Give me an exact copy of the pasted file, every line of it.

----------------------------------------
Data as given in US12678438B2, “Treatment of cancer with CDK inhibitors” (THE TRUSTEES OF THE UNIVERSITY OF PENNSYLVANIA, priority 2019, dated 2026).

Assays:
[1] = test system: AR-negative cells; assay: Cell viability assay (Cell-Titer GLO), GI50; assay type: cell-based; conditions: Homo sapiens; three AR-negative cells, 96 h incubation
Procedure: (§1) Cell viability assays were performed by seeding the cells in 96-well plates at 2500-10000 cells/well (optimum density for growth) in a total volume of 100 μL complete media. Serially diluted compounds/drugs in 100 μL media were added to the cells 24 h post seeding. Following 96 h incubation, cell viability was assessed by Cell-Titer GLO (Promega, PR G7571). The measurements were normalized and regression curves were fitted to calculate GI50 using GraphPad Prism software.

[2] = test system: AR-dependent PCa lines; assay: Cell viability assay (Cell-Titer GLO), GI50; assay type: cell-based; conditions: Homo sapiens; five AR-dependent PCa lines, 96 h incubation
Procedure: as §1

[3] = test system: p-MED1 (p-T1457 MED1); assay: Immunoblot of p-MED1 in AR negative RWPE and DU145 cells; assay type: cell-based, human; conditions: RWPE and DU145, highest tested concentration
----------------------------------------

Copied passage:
Data as given in US12678438B2, “Treatment of cancer with CDK inhibitors” (THE TRUSTEES OF THE UNIVERSITY OF PENNSYLVANIA, priority 2019, dated 2026).

Assays:
[1] = test system: AR-negative cells; assay: Cell viability assay (Cell-Titer GLO), GI50; assay type: cell-based; conditions: Homo sapiens; three AR-negative cells, 96 h incubation
Procedure: (§1) Cell viability assays were performed by seeding the cells in 96-well plates at 2500-10000 cells/well (optimum density for growth) in a total volume of 100 μL complete media. Serially diluted compounds/drugs in 100 μL media were added to the cells 24 h post seeding. Following 96 h incubation, cell viability was assessed by Cell-Titer GLO (Promega, PR G7571). The measurements were normalized and regression curves were fitted to calculate GI50 using GraphPad Prism software.

[2] = test system: AR-dependent PCa lines; assay: Cell viability assay (Cell-Titer GLO), GI50; assay type: cell-based; conditions: Homo sapiens; five AR-dependent PCa lines, 96 h incubation
Procedure: as §1

[3] = test system: p-MED1 (p-T1457 MED1); assay: Immunoblot of p-MED1 in AR negative RWPE and DU145 cells; assay type: cell-based, human; conditions: RWPE and DU145, highest tested concentration